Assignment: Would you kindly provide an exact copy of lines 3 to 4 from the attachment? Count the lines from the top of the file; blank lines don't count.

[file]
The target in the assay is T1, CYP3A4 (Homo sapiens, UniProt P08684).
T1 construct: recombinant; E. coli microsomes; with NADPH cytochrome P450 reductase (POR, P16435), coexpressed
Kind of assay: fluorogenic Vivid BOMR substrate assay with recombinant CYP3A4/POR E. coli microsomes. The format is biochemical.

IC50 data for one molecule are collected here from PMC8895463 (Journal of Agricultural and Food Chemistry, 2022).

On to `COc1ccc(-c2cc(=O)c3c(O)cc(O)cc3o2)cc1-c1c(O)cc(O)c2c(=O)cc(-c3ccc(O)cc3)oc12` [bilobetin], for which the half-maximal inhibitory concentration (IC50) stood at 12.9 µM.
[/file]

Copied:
Kind of assay: fluorogenic Vivid BOMR substrate assay with recombinant CYP3A4/POR E. coli microsomes. The format is biochemical.

IC50 data for one molecule are collected here from PMC8895463 (Journal of Agricultural and Food Chemistry, 2022).